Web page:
Thursday, February 19, 2009

The Next Prime Minister

Will be, of course, Netanyahu. Though it will take a while. Until then, I'm mostly not commenting on the process of constructing (or de-constructing?) our next government. Half of what you read or hear about the process is spin, half is trial balloons, half is negotiating ploys, half is bad faith and the final half is people talking through their hats. So there's no point in trying to comment on any of it.

What is clear is that there are only two possibilities. The positive one is that three of the four larger parties will set up a governing coaltion that will be stable, possibly efficient, and could serve us well. I think that's what the voters wanted in the first place: a large centrist coalition, perhaps right-leaning but not fatally so. (Of course that's what I'd say, what with being a centrist myself: but I do think that's what the numbers say). The negative possibility is that we end up with a narrow majority of everyone on the right, many of whom are incompatible with each other, where the agendas of the far right will dictate all sorts of foolishness, we'll be treated to to a year or two of high political drama, and the next elections will be in 2010.

It could go either way.


Anonymous said...

Why would Netanyahu be the prime minister of a coalition with Kadima? As i understand it, he claims the win because overall the right wing parties won the elections. If he now chooses not to work with those parties, he loses the reason he himself put up for justifying his claim on the premiership.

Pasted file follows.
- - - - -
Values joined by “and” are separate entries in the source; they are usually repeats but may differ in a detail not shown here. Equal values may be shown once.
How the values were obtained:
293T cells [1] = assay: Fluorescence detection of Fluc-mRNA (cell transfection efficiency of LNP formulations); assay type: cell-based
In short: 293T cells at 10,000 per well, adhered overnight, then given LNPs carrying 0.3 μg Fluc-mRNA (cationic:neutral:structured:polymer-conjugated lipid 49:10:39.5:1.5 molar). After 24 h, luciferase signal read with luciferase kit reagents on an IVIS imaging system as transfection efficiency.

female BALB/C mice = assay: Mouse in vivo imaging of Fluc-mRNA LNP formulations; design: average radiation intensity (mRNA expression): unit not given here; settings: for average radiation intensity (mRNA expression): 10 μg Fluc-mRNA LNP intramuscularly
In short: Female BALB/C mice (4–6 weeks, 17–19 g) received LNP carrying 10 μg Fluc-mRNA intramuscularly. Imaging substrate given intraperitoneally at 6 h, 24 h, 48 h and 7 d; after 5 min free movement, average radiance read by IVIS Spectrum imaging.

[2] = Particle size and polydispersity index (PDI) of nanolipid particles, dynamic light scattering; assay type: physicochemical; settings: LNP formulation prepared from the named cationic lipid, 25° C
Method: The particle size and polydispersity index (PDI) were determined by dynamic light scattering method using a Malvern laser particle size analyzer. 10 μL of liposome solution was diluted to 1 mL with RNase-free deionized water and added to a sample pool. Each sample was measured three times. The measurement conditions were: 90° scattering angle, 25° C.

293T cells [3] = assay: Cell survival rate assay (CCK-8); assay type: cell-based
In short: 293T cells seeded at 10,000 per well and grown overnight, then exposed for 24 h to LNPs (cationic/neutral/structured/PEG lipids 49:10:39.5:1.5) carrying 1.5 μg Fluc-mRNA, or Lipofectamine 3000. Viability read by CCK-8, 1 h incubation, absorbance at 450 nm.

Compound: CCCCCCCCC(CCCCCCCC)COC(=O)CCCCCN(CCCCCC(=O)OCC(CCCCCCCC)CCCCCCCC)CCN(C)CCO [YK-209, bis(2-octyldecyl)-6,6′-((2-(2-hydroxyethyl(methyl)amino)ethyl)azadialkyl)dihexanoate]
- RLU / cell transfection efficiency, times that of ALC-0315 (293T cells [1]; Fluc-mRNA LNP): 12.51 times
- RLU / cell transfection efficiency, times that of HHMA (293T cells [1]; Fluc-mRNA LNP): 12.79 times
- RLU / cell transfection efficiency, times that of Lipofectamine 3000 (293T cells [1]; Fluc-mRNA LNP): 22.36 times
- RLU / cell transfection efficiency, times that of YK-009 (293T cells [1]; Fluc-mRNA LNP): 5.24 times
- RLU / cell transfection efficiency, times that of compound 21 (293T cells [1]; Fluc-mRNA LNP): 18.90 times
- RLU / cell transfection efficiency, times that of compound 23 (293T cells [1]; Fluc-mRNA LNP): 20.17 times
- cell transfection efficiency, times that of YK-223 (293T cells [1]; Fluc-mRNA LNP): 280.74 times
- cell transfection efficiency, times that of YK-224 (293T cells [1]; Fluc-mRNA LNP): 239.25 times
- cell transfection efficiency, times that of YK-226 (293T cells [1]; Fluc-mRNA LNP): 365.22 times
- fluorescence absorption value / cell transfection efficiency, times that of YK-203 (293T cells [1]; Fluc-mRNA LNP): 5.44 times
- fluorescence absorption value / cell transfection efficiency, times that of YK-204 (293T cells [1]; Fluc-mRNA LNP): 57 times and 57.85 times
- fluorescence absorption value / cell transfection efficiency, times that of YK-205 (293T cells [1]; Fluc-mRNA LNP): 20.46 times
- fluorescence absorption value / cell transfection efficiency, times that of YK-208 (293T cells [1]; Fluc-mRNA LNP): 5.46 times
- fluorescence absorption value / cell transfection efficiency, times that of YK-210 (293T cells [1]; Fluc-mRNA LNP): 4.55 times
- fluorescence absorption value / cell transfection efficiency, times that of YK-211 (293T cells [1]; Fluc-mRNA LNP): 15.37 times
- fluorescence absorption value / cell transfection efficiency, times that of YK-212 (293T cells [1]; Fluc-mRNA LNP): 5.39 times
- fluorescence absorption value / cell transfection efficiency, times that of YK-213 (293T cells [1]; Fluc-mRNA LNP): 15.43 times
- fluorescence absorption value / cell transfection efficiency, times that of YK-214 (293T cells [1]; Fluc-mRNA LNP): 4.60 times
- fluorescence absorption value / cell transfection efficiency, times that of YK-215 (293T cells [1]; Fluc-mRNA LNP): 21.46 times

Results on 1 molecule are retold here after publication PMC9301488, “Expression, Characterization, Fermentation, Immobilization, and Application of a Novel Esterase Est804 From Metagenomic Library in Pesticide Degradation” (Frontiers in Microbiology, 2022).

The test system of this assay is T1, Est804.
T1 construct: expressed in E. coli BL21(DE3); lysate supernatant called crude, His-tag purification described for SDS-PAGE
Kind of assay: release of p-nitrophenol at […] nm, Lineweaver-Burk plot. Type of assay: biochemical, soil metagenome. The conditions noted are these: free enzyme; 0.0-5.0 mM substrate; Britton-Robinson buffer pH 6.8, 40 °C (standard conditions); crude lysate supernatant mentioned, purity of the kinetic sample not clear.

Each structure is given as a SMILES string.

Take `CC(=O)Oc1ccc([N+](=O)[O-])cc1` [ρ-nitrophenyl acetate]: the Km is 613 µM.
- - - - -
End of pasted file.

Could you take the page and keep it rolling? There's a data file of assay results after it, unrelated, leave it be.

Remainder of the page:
Therefore, the largest party in the coalition would naturally supply the prime minister, and that would be Livni.

I don´t get it.

Unknown said...

Bonde said..."I don't get"...for which there're two answers: 1) Clearly 2) you didn't understand a word of what Yaacov wrote (you did read it, I assume)

Kadima was voted out of power, the proof being the success of the Likud...

...Netanyahu didn't win, the proof being that Kadima still exists in reasonable shape

The focus of the voting emphasized that the country wants a change, but that it doesn't view the Likud as having any messianic potential.

The electorate is hoping and praying that maybe somehow and in someway that the political community can overcome itself and form a government whereby...

the People of Israel don't lose the elections.

Two miracles for the price of one!

Shabbat Shalom

Anonymous said...

I think that's what the voters wanted in the first place...

No: some voters wanted Likud to lead the government; some wanted Kadima. Some knew that Shas wouldn't win but they wanted it to be powerful enough to represent their interests. I'm sure there were many people who wanted a coalition of the sort you describe, but how could they have directed their efforts? How could they have voted in order to achieve their desire? You can say that the election results show that voters swung to the right: this means that fewer voters supported left-wing candidates than formerly. But you can't say that the voters "wanted" a particular outcome when in fact they had no way to indicate this desire.

LB said...

Joe in Australia - you're absolutely right. The only indication of the voting public's desire is that the rightist bloc can form a coalition, and no one else can - ergo, the only thing we can learn from the elections is that the public wants a right-wing coalition. If something else was desired, we have no way of knowing it.